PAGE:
And herein lies another tension between the role of museums and memorials as repositories of collective memory — or memories — in an age of nationalism. Museums are usually housed in single buildings and as such cannot help but convey in the minds of some visitors, critics and funders the sense that they are presenting a singular narrative, no matter how diverse the displays contained within. Robin Ostow's excellent essay on the proposed Museum of the History of the Polish Jews in Warsaw shows how museums can be deliberately created in order to generate what Ostow evocatively calls 'cultural Maginot Lines' cohering a sense of singular identity rather than undermining it in any sense (p. 169). James E Young's piece, on the process of establishing the Memorial for the Murdered Jews of Europe in Berlin, is similarly very interesting. In one sense, this memorial could only be placed in Germany since no other European nation has done so much to come to terms with its past. But even here I felt I could discern a tension locked into the desire of the architect and artists to create a disconcerting space designed to 'help visitors resist an impulse towards closure in the memorial act and heighten one's own role in anchoring memory in oneself' (p. 203): the tension here is that many people don't want to remember or anchor such disturbing memories in themselves. This leads us back to questions about the possibly contradictory role of museums and memorials which seek to entertain and educate at the same time.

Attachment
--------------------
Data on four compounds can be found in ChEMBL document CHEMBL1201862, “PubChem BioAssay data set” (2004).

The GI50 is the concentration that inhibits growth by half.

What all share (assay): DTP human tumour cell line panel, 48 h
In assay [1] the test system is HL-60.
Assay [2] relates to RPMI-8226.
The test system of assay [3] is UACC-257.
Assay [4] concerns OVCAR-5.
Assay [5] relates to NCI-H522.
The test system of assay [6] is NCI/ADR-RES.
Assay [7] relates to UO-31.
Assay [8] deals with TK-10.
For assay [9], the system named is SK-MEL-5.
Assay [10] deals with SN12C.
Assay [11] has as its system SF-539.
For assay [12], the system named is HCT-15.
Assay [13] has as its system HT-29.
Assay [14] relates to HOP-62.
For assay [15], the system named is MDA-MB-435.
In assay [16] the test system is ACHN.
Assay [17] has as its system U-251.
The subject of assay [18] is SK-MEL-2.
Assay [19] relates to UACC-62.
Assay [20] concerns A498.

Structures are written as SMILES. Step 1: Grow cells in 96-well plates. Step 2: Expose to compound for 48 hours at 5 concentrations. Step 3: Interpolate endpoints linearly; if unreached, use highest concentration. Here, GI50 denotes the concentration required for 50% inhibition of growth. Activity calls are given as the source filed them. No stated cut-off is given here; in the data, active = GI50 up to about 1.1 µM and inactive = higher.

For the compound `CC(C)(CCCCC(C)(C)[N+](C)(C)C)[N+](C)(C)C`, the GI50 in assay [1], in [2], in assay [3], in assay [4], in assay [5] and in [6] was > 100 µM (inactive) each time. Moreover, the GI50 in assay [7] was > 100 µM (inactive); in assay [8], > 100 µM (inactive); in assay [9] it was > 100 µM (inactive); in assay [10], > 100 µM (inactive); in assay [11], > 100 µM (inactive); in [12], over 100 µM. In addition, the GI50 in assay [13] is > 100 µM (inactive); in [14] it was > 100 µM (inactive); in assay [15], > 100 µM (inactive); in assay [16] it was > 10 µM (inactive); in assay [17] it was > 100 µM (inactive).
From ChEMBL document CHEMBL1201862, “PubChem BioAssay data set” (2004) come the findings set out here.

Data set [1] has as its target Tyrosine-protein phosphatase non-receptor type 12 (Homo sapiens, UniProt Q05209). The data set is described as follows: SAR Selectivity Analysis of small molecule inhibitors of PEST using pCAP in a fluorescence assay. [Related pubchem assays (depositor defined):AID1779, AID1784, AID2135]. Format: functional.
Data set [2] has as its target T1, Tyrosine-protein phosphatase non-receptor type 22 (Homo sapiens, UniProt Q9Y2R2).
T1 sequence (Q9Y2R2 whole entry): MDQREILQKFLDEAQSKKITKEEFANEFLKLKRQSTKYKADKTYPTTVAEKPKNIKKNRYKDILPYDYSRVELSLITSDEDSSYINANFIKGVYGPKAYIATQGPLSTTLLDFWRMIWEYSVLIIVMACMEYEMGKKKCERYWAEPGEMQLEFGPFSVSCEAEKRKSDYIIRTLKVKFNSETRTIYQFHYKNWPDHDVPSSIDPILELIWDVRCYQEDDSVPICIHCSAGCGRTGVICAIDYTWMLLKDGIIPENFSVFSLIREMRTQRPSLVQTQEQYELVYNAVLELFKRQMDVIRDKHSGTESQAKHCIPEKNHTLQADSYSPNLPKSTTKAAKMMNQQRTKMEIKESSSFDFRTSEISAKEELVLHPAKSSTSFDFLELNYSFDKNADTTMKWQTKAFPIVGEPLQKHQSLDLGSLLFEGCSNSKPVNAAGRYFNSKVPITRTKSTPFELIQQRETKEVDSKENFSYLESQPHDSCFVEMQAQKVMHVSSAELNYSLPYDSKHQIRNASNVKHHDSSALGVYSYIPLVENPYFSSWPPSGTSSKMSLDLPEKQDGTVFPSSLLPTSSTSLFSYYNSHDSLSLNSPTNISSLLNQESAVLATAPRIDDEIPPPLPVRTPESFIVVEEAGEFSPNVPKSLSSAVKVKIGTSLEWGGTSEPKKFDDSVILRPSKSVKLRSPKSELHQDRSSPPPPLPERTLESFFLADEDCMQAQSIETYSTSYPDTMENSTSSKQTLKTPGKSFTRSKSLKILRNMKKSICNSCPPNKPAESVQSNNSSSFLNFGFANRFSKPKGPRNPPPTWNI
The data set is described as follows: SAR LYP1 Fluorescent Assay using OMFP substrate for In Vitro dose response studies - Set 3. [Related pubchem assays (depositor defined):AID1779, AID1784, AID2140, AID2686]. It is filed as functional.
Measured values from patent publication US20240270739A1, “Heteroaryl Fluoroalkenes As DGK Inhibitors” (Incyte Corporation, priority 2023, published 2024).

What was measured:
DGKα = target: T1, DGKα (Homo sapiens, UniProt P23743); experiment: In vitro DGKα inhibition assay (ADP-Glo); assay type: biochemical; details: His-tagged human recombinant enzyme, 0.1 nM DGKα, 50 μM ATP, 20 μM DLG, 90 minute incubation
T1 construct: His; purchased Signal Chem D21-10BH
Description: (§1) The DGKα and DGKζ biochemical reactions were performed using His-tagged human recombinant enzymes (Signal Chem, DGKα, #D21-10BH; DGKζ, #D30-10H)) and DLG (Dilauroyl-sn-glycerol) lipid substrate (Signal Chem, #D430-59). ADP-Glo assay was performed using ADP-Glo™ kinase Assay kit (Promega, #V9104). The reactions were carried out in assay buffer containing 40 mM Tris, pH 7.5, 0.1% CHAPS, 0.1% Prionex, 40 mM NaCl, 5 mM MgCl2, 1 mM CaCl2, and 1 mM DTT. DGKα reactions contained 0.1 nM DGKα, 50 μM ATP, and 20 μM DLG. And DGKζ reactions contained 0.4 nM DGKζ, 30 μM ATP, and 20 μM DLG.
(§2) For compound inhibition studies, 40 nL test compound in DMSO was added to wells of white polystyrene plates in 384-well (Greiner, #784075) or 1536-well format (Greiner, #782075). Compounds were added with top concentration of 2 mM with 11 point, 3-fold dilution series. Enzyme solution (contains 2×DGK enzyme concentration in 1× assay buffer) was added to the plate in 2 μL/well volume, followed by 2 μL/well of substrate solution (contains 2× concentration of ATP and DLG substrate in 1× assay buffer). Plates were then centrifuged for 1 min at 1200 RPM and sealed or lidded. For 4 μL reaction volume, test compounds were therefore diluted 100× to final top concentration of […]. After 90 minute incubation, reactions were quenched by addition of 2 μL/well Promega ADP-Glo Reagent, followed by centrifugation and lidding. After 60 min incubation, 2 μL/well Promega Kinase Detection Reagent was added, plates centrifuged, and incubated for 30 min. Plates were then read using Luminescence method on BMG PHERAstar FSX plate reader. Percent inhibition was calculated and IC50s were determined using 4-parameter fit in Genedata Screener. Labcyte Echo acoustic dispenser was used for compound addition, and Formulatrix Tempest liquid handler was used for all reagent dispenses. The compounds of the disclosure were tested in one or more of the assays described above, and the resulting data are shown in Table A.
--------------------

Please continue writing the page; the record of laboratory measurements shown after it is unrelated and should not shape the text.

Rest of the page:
But one of the most fundamental tensions relates to the role of the past in creating collective national memories. As far back as 1882, French polymath Ernst Renan perceived this contradictory tension, noting that it was vital to remember important yet disturbing events in the nation's past in order to 'forget' them in a routine and regular fashion. Renan referred to this sense of collective memory and forgetting as 'the reassurance of fratricide', whereby acts of war can be retrospectively presented as something akin to 'civil discords' between now united peoples. This is happening in Europe around the issues of war and genocide, both of which must be routinely remembered and memorialised in order to be consigned to the past and 'forgotten'. Reesa Greenburg's chapter shows how the internationalisation of the memory of the holocaust of Europe's Jews ended up in the creation of the Canadian War Museum in Ottawa — a strange outcome on one level, but one that is quite logical given the politics surrounding the creation and maintenance of museums at the turn of the millennium.